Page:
In C90, the type of an unsuffixed decimal integer constant (literal) is the first of
unsigned long int
that can represent its value without overflow.
In C99 and later, it's the first of
long long int
that can represent its value.
4014109449 happens to be representable as a 32-bit unsigned integer, but not as a 32-bit signed integer. Assuming your system has 32-bit
longs, that constant's type is
unsigned long int in C90,
long long int in C99 and C11.
That's what the warning is telling you. The type of the constant changes depending on which version of the C standard your compiler conforms to.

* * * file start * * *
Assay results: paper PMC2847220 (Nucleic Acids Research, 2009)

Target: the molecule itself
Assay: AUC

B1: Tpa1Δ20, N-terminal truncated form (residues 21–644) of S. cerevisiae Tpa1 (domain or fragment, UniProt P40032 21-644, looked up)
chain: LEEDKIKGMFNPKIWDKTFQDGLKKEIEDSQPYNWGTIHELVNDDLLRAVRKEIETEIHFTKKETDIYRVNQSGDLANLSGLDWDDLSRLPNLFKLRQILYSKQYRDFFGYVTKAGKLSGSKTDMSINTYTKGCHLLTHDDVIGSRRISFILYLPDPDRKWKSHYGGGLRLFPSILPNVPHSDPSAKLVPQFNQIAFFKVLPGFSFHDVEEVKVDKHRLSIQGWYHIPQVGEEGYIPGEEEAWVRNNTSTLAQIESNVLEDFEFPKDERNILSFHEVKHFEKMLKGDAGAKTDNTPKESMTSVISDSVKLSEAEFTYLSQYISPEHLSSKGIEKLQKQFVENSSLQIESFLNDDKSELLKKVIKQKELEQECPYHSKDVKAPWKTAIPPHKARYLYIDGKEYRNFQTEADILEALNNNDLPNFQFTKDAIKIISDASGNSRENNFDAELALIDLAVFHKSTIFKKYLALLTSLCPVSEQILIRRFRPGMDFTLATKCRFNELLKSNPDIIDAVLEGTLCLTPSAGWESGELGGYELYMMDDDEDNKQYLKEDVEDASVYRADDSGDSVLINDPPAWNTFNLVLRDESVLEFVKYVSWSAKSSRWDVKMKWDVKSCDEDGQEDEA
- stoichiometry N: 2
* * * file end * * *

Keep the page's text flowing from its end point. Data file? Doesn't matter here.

Note that, regardless of its type, the value of
4014109449 will always be correct, and in your declaration:
long long int num = 1000000000000;
that value will always be correctly converted to
long long. But it certainly wouldn't hurt (and would silence the warning) to add a
LL suffix to make it explicit that you want a value of type
long long int num = 1000000000000LL;
As for this:
long long int num = 1000000*1000000;
assuming you have 32-bit
ints, the constant
1000000 is of type
int, and the result of multiplying two
int values is also of type
int. In this case, the multiplication will overflow. Again, you can avoid the problem by ensuring that the constants are of type
long long int:
long long int num = 1000000LL * 1000000LL;
(Note that you can use lowercase
ll, but it's a bad idea, since it can be difficult to distinguish the letter
l from the digit